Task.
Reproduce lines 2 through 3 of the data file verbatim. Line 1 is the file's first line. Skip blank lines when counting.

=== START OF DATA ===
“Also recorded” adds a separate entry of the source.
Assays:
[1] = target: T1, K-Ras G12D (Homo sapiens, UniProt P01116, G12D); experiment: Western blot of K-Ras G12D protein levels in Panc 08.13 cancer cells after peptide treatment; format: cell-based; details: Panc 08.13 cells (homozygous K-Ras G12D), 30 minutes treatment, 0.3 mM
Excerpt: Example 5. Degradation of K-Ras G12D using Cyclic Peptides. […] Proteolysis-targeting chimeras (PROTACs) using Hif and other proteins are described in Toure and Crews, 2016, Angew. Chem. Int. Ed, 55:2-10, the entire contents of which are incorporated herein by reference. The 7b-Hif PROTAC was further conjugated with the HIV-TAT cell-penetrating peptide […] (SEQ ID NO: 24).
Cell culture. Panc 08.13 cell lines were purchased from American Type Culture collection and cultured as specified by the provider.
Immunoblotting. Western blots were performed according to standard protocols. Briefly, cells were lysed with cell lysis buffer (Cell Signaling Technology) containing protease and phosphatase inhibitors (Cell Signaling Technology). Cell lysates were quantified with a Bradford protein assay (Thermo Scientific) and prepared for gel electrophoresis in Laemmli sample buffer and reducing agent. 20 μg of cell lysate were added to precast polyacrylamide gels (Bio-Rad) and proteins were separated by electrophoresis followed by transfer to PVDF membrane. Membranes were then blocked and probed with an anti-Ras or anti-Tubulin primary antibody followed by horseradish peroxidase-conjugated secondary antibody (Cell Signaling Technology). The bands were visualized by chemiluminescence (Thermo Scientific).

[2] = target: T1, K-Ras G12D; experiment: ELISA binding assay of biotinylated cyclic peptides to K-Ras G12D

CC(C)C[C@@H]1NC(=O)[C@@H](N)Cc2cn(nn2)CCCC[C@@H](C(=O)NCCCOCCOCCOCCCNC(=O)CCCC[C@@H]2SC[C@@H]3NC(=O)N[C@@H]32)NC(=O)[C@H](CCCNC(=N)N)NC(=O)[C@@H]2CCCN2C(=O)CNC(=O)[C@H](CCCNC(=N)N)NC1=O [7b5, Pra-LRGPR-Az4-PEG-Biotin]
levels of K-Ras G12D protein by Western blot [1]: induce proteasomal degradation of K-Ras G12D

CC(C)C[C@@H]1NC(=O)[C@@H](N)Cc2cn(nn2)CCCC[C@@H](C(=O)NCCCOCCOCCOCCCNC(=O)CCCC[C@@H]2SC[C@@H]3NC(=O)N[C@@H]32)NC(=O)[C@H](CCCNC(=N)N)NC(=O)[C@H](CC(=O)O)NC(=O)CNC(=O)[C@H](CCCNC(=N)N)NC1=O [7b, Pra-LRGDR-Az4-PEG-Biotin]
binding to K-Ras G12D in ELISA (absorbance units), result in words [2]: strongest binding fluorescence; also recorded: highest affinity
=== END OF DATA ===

Assays:
[1] = target: T1, K-Ras G12D (Homo sapiens, UniProt P01116, G12D); experiment: Western blot of K-Ras G12D protein levels in Panc 08.13 cancer cells after peptide treatment; format: cell-based; details: Panc 08.13 cells (homozygous K-Ras G12D), 30 minutes treatment, 0.3 mM